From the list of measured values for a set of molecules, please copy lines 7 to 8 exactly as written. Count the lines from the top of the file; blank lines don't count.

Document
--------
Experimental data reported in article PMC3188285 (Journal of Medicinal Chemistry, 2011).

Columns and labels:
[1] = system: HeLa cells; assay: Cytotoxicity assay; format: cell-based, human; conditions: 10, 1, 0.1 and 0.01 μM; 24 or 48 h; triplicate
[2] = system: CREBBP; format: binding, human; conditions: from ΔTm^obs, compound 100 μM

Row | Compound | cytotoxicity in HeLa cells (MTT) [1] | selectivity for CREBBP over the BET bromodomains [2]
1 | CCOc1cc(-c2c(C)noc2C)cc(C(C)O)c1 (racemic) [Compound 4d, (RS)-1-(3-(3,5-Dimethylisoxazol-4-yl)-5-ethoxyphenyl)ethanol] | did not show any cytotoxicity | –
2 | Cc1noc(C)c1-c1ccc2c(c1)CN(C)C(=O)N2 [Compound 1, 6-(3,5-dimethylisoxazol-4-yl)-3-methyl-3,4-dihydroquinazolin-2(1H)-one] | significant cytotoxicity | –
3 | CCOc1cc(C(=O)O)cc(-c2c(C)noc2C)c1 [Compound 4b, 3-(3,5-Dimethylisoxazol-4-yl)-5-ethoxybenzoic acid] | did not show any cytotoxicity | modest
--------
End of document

2 | Cc1noc(C)c1-c1ccc2c(c1)CN(C)C(=O)N2 [Compound 1, 6-(3,5-dimethylisoxazol-4-yl)-3-methyl-3,4-dihydroquinazolin-2(1H)-one] | significant cytotoxicity | –
3 | CCOc1cc(C(=O)O)cc(-c2c(C)noc2C)c1 [Compound 4b, 3-(3,5-Dimethylisoxazol-4-yl)-5-ethoxybenzoic acid] | did not show any cytotoxicity | modest